Passenger cars in the North are estimated to number only around 260,000 (compared to over 12 million cars in South Korea). Most are under the control of the communist party (the Korean Workers Party), the State Security Agency, the Ministry of Public Security or the Ministry of People’s Armed Forces. Traffic fines rarely apply to cars owned by these organisations, invariably older model Mercedes, Volvos or Soviet era Volgas and ZILs. Most other drivers keep a bottle of alcohol and some cigarettes for emergencies to ensure that fines are forgotten about. Smoking while driving is banned on the grounds that a driver puffing away cannot smell a problem with the car – a sign that reliability is questionable in North Korean vehicles. Petrol and diesel rationing is in force and many petrol stations remains closed due to the fuel shortages. Fuel is bought with coupons to ration supply though much of what is available is low in octane. Taxis are rare. The luxury high end market is represented by the 200 S-500 Mercedes cars Kim Jong-il had shipped in for the elite’s use in 1998 (when famine was still apparent in the North) at a cost US$20 million.

Still Pyonghwa thinks it can develop a market and also has plans to export cars to China, Vietnam and South Korea. So far two models have rolled off the production line – the Hwiparam and the rather clunky mini van Ppeokkugi (Cuckoo), which is based on the Fiat Doblo. Both models use parts imported from Fiat in Italy, both have engine displacements of 1,600 cc (1.6-litre) and cost between US$12,500 to US$14,000 per car. They are extremely expensive for the North Korean market to say the least – the average income in North Korea is around US$700-800 per annum for the lucky few (by contrast the South’s average income is US$10,013 – 13 times higher). Pyonghwa has a monopoly on domestic car production for the next ten years while Pyongyang levels no taxes on either car sales or the import of car parts. Though the people at Pyonghwa are cagey about releasing figures it is reckoned that the firm has invested around US$60 million into the venture with another US$240 million in investment planned over the next decade. This may be wishful thinking – Pyonghwa sold a grand total of 314 cars in 2003 and even by its own (somewhat dubious) statistics needs to sell over 1,000 cars a year to see a profit. The target for this year is 514 cars sold. To date the company has one client – the Korean Workers Party – the ruling party of Kim Jong-il in the North.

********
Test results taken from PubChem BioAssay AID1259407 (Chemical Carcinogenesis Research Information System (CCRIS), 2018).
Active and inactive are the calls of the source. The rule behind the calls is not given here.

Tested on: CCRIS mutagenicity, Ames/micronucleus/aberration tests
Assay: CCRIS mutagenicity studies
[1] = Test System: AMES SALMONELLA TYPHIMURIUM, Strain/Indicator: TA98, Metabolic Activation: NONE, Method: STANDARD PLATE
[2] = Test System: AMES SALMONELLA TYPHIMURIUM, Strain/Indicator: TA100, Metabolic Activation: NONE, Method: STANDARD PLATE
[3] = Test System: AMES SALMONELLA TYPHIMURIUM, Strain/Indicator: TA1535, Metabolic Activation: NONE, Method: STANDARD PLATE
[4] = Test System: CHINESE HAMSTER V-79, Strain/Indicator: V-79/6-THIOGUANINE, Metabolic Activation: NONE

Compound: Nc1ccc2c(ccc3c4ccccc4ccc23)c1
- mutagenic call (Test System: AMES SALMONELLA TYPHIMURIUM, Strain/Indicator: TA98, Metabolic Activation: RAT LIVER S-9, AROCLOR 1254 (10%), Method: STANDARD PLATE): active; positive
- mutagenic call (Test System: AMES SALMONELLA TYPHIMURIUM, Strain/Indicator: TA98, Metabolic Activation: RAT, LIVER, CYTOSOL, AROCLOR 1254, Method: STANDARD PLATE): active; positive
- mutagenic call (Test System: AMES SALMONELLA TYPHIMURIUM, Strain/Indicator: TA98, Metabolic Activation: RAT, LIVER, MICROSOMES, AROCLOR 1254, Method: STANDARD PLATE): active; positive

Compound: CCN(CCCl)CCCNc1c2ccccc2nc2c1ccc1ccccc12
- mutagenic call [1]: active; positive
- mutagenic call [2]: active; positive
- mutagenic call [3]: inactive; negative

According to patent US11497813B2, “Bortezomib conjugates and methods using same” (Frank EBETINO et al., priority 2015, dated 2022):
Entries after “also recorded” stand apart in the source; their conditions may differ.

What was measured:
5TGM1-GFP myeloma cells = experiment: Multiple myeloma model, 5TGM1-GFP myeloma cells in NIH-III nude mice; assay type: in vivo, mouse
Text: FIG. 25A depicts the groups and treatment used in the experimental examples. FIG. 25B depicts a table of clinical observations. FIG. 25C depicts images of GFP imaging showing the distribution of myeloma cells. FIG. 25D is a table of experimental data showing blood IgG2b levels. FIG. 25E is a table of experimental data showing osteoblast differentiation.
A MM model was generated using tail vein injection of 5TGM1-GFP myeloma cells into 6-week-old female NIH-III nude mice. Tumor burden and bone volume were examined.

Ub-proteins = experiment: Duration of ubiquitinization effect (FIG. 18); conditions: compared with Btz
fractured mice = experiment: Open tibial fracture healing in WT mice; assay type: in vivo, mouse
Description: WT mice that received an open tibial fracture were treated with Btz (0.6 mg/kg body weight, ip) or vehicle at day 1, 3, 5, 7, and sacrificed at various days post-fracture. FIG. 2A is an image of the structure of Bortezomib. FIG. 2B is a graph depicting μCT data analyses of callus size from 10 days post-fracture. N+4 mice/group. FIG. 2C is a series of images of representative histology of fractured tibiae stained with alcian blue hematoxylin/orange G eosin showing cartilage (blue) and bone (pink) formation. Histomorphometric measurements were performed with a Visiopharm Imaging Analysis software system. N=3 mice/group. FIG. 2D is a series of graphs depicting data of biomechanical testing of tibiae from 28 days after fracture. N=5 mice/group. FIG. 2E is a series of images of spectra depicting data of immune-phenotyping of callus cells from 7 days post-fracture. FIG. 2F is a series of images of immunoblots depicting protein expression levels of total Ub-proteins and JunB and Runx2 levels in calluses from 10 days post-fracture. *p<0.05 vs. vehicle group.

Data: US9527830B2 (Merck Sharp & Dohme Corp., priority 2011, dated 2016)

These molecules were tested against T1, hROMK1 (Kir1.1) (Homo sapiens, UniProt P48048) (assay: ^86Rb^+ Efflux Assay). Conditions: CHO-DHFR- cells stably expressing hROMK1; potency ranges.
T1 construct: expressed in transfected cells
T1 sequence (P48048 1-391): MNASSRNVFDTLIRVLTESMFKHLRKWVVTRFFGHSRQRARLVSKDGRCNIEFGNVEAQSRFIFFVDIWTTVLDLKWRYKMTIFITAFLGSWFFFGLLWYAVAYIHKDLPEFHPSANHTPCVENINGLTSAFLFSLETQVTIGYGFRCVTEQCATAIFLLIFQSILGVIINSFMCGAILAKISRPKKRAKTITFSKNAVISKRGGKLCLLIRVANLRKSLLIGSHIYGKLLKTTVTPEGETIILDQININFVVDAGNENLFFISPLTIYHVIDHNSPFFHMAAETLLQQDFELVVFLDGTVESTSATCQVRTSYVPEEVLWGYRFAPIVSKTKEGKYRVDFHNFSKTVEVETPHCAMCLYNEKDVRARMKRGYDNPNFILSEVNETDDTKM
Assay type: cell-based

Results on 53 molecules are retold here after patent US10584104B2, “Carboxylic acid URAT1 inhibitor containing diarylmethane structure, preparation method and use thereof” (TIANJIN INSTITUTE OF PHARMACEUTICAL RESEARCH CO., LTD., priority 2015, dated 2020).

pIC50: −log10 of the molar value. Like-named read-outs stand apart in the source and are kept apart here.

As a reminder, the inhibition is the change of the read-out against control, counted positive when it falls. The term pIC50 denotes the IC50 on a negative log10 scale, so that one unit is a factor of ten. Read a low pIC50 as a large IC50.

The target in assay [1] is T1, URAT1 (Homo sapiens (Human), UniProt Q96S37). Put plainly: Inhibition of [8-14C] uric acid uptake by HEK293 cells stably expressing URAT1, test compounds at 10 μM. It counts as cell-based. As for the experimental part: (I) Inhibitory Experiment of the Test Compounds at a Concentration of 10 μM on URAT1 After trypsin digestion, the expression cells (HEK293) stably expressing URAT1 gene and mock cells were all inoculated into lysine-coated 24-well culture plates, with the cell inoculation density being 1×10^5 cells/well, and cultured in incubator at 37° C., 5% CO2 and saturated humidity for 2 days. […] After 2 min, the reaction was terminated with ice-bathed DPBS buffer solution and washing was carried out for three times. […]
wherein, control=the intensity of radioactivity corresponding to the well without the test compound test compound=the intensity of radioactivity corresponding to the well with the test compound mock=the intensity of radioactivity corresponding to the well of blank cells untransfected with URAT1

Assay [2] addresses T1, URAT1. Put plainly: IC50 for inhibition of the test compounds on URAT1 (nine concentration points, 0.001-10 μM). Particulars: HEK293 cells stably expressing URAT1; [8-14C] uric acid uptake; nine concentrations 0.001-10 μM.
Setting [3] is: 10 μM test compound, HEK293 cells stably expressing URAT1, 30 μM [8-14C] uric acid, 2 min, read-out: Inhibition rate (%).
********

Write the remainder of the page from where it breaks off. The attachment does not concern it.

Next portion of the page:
With the current economic collapse and isolation of the North realistically selling cars to the local market is a non-starter. However, there is a possible revenue stream for Pyonghwa. Many South Koreans have shown an interest in purchasing a car for their isolated and impoverished Northern relatives while ethnic-Koreans living in Japan who have relatives in the North are also keen to buy. To date the North Korean authorities don’t allow this but it could potentially be possible if the ban on private cars is eventually lifted (though it is rumoured that some famous actors and gold medal winners from the Olympics have been given private cars). However, it would not be wise for Pyonghwa executives to hold their breath waiting for this to happen in the ‘Hermit Kingdom’. In the meantime the ads for the Hwiparam have become a major attraction for Pyongyang residents, most of whom have yet to actually see a Hwiparam drive down the road.

Paul French is the Publishing Director of Access Asia and based in Shanghai. He is also the author of the forthcoming book North Korea – Paranoid Peninsula (Zed Books, 2004, London) and regularly writes about developments in the DPRK for the international media.